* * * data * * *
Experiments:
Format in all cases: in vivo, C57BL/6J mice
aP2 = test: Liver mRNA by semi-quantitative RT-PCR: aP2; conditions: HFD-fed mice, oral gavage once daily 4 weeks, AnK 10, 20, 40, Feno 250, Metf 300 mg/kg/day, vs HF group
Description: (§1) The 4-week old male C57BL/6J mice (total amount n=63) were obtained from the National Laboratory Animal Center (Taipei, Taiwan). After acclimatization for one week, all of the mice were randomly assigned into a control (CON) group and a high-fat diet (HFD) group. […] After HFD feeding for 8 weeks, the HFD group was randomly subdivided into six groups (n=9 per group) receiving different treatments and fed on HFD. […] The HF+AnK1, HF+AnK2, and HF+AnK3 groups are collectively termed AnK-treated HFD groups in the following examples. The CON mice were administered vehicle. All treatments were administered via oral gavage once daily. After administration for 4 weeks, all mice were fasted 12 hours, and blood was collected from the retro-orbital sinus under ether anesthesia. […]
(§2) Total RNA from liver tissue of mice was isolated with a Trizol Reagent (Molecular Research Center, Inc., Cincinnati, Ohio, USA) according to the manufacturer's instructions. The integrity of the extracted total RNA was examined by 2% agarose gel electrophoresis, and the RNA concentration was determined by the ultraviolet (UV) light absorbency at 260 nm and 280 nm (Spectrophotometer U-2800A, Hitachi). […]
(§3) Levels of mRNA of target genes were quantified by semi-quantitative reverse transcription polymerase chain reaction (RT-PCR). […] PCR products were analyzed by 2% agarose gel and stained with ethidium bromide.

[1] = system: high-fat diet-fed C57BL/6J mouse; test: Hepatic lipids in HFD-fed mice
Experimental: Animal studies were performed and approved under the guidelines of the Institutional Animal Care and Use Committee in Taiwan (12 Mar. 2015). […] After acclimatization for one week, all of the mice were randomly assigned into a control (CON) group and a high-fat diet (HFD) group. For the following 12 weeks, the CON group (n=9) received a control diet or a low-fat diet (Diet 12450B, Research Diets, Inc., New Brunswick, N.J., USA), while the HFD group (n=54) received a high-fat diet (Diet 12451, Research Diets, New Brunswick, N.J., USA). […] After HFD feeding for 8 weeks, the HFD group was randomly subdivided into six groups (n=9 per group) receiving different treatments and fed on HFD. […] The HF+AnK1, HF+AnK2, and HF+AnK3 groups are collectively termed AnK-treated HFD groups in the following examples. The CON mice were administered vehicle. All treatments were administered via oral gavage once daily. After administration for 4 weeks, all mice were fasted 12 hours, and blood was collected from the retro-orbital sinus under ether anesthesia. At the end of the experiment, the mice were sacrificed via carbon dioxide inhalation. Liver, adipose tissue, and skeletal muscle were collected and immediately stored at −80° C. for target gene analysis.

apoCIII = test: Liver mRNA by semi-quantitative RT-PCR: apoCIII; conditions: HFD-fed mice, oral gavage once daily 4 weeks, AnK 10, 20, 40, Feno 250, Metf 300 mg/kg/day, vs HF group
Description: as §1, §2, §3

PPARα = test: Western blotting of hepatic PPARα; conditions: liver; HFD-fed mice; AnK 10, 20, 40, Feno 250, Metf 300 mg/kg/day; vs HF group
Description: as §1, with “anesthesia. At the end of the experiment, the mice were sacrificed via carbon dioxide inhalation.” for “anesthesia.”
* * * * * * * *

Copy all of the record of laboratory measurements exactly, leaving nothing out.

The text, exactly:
Experiments:
Format in all cases: in vivo, C57BL/6J mice
aP2 = test: Liver mRNA by semi-quantitative RT-PCR: aP2; conditions: HFD-fed mice, oral gavage once daily 4 weeks, AnK 10, 20, 40, Feno 250, Metf 300 mg/kg/day, vs HF group
Description: (§1) The 4-week old male C57BL/6J mice (total amount n=63) were obtained from the National Laboratory Animal Center (Taipei, Taiwan). After acclimatization for one week, all of the mice were randomly assigned into a control (CON) group and a high-fat diet (HFD) group. […] After HFD feeding for 8 weeks, the HFD group was randomly subdivided into six groups (n=9 per group) receiving different treatments and fed on HFD. […] The HF+AnK1, HF+AnK2, and HF+AnK3 groups are collectively termed AnK-treated HFD groups in the following examples. The CON mice were administered vehicle. All treatments were administered via oral gavage once daily. After administration for 4 weeks, all mice were fasted 12 hours, and blood was collected from the retro-orbital sinus under ether anesthesia. […]
(§2) Total RNA from liver tissue of mice was isolated with a Trizol Reagent (Molecular Research Center, Inc., Cincinnati, Ohio, USA) according to the manufacturer's instructions. The integrity of the extracted total RNA was examined by 2% agarose gel electrophoresis, and the RNA concentration was determined by the ultraviolet (UV) light absorbency at 260 nm and 280 nm (Spectrophotometer U-2800A, Hitachi). […]
(§3) Levels of mRNA of target genes were quantified by semi-quantitative reverse transcription polymerase chain reaction (RT-PCR). […] PCR products were analyzed by 2% agarose gel and stained with ethidium bromide.

[1] = system: high-fat diet-fed C57BL/6J mouse; test: Hepatic lipids in HFD-fed mice
Experimental: Animal studies were performed and approved under the guidelines of the Institutional Animal Care and Use Committee in Taiwan (12 Mar. 2015). […] After acclimatization for one week, all of the mice were randomly assigned into a control (CON) group and a high-fat diet (HFD) group. For the following 12 weeks, the CON group (n=9) received a control diet or a low-fat diet (Diet 12450B, Research Diets, Inc., New Brunswick, N.J., USA), while the HFD group (n=54) received a high-fat diet (Diet 12451, Research Diets, New Brunswick, N.J., USA). […] After HFD feeding for 8 weeks, the HFD group was randomly subdivided into six groups (n=9 per group) receiving different treatments and fed on HFD. […] The HF+AnK1, HF+AnK2, and HF+AnK3 groups are collectively termed AnK-treated HFD groups in the following examples. The CON mice were administered vehicle. All treatments were administered via oral gavage once daily. After administration for 4 weeks, all mice were fasted 12 hours, and blood was collected from the retro-orbital sinus under ether anesthesia. At the end of the experiment, the mice were sacrificed via carbon dioxide inhalation. Liver, adipose tissue, and skeletal muscle were collected and immediately stored at −80° C. for target gene analysis.

apoCIII = test: Liver mRNA by semi-quantitative RT-PCR: apoCIII; conditions: HFD-fed mice, oral gavage once daily 4 weeks, AnK 10, 20, 40, Feno 250, Metf 300 mg/kg/day, vs HF group
Description: as §1, §2, §3

PPARα = test: Western blotting of hepatic PPARα; conditions: liver; HFD-fed mice; AnK 10, 20, 40, Feno 250, Metf 300 mg/kg/day; vs HF group
Description: as §1, with “anesthesia. At the end of the experiment, the mice were sacrificed via carbon dioxide inhalation.” for “anesthesia.”